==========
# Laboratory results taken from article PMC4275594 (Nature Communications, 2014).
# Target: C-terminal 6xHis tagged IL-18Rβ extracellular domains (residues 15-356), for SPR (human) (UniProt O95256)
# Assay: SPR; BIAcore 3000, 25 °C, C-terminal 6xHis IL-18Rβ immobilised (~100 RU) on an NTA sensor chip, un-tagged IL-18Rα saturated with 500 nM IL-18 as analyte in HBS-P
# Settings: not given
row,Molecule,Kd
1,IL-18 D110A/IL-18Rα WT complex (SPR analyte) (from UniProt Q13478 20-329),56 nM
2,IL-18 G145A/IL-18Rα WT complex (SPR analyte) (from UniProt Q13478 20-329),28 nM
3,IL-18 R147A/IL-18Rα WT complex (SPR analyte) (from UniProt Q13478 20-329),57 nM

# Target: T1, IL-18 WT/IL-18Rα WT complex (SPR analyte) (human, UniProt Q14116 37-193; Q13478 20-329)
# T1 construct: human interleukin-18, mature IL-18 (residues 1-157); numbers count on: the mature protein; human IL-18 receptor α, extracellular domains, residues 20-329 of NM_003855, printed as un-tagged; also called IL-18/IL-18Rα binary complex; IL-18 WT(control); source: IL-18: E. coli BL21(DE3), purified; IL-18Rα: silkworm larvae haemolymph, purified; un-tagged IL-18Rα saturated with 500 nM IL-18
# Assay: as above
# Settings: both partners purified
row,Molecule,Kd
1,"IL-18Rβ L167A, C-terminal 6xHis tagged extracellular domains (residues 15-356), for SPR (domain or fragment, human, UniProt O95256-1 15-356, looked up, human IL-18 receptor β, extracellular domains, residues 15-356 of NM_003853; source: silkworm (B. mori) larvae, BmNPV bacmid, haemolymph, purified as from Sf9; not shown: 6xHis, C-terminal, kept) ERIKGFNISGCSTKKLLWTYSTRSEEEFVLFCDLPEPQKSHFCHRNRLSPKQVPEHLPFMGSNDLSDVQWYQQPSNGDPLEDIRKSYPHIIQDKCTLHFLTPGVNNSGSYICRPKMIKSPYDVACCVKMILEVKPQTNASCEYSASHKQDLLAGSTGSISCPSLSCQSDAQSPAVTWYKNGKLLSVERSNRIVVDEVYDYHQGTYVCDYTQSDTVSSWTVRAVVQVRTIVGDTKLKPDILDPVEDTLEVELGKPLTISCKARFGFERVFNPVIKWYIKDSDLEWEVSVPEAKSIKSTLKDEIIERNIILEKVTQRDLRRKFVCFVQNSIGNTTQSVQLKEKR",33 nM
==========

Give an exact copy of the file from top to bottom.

# Laboratory results taken from article PMC4275594 (Nature Communications, 2014).
# Target: C-terminal 6xHis tagged IL-18Rβ extracellular domains (residues 15-356), for SPR (human) (UniProt O95256)
# Assay: SPR; BIAcore 3000, 25 °C, C-terminal 6xHis IL-18Rβ immobilised (~100 RU) on an NTA sensor chip, un-tagged IL-18Rα saturated with 500 nM IL-18 as analyte in HBS-P
# Settings: not given
row,Molecule,Kd
1,IL-18 D110A/IL-18Rα WT complex (SPR analyte) (from UniProt Q13478 20-329),56 nM
2,IL-18 G145A/IL-18Rα WT complex (SPR analyte) (from UniProt Q13478 20-329),28 nM
3,IL-18 R147A/IL-18Rα WT complex (SPR analyte) (from UniProt Q13478 20-329),57 nM

# Target: T1, IL-18 WT/IL-18Rα WT complex (SPR analyte) (human, UniProt Q14116 37-193; Q13478 20-329)
# T1 construct: human interleukin-18, mature IL-18 (residues 1-157); numbers count on: the mature protein; human IL-18 receptor α, extracellular domains, residues 20-329 of NM_003855, printed as un-tagged; also called IL-18/IL-18Rα binary complex; IL-18 WT(control); source: IL-18: E. coli BL21(DE3), purified; IL-18Rα: silkworm larvae haemolymph, purified; un-tagged IL-18Rα saturated with 500 nM IL-18
# Assay: as above
# Settings: both partners purified
row,Molecule,Kd
1,"IL-18Rβ L167A, C-terminal 6xHis tagged extracellular domains (residues 15-356), for SPR (domain or fragment, human, UniProt O95256-1 15-356, looked up, human IL-18 receptor β, extracellular domains, residues 15-356 of NM_003853; source: silkworm (B. mori) larvae, BmNPV bacmid, haemolymph, purified as from Sf9; not shown: 6xHis, C-terminal, kept) ERIKGFNISGCSTKKLLWTYSTRSEEEFVLFCDLPEPQKSHFCHRNRLSPKQVPEHLPFMGSNDLSDVQWYQQPSNGDPLEDIRKSYPHIIQDKCTLHFLTPGVNNSGSYICRPKMIKSPYDVACCVKMILEVKPQTNASCEYSASHKQDLLAGSTGSISCPSLSCQSDAQSPAVTWYKNGKLLSVERSNRIVVDEVYDYHQGTYVCDYTQSDTVSSWTVRAVVQVRTIVGDTKLKPDILDPVEDTLEVELGKPLTISCKARFGFERVFNPVIKWYIKDSDLEWEVSVPEAKSIKSTLKDEIIERNIILEKVTQRDLRRKFVCFVQNSIGNTTQSVQLKEKR",33 nM